Sinaloa: Mexican 'Ape Woman' Buried After 150 Years
An indigenous Mexican woman put on display in Victorian-era Europe because of a rare genetic condition that covered her face in thick hair was buried in her home state on Tuesday in a ceremony that ends one of the best-known episodes from an era when human bodies were treated as collectible specimens.
With her hairy face and body, jutting jaw and other deformities, Julia Pastrana became known as the "ape woman" after she left the Pacific coast state of Sinaloa in 1854, when she was 20, and was taken around the United States by showman Theodore Lent, according to a Norwegian commission that studied her case.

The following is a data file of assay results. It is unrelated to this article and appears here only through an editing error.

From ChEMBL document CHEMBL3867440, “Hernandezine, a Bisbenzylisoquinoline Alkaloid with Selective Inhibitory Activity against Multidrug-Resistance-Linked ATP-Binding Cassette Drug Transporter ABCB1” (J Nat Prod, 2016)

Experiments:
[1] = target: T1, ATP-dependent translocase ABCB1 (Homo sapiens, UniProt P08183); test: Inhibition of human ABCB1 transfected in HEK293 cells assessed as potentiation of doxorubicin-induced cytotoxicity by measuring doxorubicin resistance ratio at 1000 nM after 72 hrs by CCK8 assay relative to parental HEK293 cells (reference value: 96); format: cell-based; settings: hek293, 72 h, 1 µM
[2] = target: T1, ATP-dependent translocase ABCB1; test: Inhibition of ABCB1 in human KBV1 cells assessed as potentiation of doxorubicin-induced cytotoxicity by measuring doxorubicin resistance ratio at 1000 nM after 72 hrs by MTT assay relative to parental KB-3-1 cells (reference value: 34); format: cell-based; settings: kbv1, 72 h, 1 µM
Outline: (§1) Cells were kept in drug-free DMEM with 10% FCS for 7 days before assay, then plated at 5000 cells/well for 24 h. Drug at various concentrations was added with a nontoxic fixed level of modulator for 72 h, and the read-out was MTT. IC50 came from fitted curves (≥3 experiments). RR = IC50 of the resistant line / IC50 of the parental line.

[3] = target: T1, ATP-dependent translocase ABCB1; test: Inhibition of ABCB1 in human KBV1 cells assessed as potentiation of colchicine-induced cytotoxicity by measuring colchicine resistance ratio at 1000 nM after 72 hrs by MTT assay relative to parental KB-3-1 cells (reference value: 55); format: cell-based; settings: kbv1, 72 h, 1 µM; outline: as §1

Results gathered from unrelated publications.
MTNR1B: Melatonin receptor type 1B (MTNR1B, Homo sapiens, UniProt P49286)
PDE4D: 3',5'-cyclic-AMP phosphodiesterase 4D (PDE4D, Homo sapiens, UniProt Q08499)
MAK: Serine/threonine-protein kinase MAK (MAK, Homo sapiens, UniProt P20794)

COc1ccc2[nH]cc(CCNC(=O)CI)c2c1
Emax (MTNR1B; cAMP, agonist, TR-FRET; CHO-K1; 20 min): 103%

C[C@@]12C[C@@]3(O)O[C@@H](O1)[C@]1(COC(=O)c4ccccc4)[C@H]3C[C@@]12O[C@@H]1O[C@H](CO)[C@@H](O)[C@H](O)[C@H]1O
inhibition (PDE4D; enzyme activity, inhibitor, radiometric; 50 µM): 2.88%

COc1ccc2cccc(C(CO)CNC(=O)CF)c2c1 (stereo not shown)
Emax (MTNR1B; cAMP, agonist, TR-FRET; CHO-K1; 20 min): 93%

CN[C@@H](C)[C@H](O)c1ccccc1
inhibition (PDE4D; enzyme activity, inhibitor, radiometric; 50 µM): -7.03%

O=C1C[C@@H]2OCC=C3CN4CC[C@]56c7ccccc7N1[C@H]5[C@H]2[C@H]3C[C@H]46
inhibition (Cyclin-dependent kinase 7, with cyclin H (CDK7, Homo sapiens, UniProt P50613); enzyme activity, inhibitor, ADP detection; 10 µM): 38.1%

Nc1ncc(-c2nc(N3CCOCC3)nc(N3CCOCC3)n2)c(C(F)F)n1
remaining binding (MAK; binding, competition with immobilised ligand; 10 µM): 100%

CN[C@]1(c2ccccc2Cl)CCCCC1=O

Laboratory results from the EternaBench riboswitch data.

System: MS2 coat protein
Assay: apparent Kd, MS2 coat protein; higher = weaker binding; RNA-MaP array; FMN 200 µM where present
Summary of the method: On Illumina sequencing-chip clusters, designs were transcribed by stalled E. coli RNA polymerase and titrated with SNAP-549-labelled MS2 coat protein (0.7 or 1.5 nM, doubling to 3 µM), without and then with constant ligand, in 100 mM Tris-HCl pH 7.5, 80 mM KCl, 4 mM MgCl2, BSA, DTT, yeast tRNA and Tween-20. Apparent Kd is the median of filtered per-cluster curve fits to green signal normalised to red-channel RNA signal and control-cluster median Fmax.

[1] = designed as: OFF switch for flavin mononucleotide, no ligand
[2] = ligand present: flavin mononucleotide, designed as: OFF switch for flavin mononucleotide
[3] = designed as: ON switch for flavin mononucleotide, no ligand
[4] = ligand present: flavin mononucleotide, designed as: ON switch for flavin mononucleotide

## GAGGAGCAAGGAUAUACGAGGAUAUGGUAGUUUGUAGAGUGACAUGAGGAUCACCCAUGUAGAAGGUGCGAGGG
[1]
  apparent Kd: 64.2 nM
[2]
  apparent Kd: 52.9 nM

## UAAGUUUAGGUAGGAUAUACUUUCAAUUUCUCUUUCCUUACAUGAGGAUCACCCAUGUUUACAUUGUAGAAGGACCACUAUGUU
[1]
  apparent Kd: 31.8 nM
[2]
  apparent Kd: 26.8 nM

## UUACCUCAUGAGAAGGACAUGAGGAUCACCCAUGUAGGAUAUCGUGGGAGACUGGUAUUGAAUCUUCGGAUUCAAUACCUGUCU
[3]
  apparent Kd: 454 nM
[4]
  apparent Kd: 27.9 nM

She sang and danced for paying audiences, becoming a sensation who also toured Europe and Russia. She and Lent married and had a son, but she developed a fever related to complications from childbirth, and died along with her baby in 1860 in Moscow. Her remains ended up at the University of Oslo, Norway. After government and private requests to return her body, the university shipped her remains to the state of Sinaloa, where they were laid to rest.